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Discover the objects on display in the National Palace of Sintra


This corridor connects buildings constructed in different periods. Behind lie the palaces of King João I and Philippa of Lancaster (15th century) and of King João III (16th century). To the left is the Blazons Hall (16th century). To the right is the entrance to the old palace of King Dinis and Isabel of Aragon (13th century), the oldest section of the entire building.


Discover the objects on display in this room.

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This portal leads to the Heraldic Hall. There are visible stonemason marks identifying who did the work and how much of it. One of the marks may belong to Master Pêro (Pedro) Anes, who we know produced work for Manuel I (1469–1521) in the early 16th century.

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Tapestry with the Portuguese Royal Coat of Arms

  • Brussels, Belgium, late 15th century
  • Cotton, wool and silk
  • Inv. No. PNS3556

This important piece shows the royal arms of Portugal in the centre and armillary spheres in the corners. It was made in the main 15th–16th-century centre of Flemish tapestry production and is one of the rare examples of tapestries with Portuguese coats of arms. Its origins are unknown but may have been commissioned by King Manuel (1469–1521) before he was crowned in 1495.

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Portrait of the King Luís

  • Manuel Tomás da Fonseca
  • Portugal, 1863
  • Oil on canvas
  • Inv. No. PNS3611
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Prince Carlos of Habsburg

  • Alonso Sánchez Coello and/or workshop
  • Spain, c.1565
  • Oil on canvas
  • Inv. No. PNS3641

This portrait of Prince Carlos (1545–1568), son of King Filipe II of Spain (1527–1598), is a copy of a famous portrait by Sofonisba Anguissola (1535–1625). It was modified to add the Portuguese escutcheon and motto and the chain pendant was altered to identify the subject as King Sebastião of Portugal (1554–1578).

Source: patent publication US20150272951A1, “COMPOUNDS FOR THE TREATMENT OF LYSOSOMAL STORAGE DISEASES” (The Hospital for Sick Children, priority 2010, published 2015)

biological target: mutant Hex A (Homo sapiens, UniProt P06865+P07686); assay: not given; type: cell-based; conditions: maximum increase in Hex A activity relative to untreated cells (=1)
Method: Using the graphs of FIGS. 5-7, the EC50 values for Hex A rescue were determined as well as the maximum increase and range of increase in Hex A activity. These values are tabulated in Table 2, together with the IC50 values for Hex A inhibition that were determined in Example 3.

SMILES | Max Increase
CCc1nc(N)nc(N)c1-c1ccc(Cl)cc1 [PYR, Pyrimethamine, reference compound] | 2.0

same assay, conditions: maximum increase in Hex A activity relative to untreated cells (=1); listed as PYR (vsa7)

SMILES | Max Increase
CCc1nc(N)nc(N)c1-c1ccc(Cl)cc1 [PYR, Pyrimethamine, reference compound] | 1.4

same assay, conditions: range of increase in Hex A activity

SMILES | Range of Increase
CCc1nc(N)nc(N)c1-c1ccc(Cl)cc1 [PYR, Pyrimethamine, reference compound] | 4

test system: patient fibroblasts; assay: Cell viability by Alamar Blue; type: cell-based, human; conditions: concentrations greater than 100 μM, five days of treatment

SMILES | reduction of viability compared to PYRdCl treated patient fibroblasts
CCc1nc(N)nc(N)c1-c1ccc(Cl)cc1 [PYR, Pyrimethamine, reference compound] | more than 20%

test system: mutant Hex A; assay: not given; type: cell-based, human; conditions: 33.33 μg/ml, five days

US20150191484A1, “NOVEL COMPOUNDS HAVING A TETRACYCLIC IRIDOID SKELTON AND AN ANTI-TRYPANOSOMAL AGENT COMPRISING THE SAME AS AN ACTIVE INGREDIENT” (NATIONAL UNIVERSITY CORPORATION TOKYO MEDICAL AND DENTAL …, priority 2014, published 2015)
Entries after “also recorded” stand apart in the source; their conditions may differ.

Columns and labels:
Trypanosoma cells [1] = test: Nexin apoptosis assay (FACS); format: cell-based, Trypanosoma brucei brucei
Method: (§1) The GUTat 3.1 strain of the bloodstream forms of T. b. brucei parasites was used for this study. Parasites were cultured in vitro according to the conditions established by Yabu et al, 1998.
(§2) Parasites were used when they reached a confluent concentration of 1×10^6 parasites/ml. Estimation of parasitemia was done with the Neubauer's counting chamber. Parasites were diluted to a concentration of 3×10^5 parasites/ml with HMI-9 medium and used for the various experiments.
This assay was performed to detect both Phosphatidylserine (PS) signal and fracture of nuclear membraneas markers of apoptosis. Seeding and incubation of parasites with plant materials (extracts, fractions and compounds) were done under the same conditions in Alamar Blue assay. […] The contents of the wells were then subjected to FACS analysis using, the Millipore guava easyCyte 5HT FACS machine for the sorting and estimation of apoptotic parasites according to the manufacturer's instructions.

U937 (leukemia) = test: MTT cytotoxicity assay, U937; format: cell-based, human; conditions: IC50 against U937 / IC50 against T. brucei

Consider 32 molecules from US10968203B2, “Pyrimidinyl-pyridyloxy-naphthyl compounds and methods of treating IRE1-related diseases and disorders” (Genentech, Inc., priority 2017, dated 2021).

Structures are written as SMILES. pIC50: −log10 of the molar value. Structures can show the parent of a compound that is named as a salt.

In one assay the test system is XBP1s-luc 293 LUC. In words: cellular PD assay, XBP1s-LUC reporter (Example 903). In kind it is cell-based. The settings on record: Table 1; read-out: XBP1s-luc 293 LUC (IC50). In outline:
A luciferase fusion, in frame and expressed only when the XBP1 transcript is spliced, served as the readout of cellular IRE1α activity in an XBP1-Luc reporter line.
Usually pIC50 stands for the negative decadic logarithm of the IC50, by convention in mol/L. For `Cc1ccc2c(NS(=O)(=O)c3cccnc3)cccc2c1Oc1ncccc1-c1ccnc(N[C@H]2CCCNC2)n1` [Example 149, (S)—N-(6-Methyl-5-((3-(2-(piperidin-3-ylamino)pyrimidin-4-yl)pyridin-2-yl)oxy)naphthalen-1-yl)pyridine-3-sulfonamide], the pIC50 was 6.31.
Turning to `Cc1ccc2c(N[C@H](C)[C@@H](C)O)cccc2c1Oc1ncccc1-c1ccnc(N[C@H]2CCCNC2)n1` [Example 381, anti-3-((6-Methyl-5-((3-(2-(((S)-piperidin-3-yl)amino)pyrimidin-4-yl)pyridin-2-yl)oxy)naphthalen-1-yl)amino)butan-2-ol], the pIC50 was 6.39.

The rooms in this section were built in the 16th century on the initiative of King João III (1502-1557). They were altered several times and lost their original decoration. No information yet exists about how they were used.

We believe that the first room – the Galleys Room – may have been a gallery. In European royal palaces, galleries were places to walk in and to enjoy the views, but also to stimulate intellectual dialogue. This type of dialogue, often between a master and a disciple, was a way of producing knowledge. It was of particular importance in humanism – the philosophical doctrine that prevailed in Europe in the 15th and 16th centuries. The dialogues could revolve around themes painted on the walls or ceilings of the gallery, which in some cases served to laud the feats of the monarchy. Galleries were therefore places of rest and reflection, but also places of memory.

The section is divided into two parts. The Galleys Room encourages debate about the influence of the Islamic inheritance on Portuguese national memory. The following rooms exhibit objects used to preserve the memory of the noble families.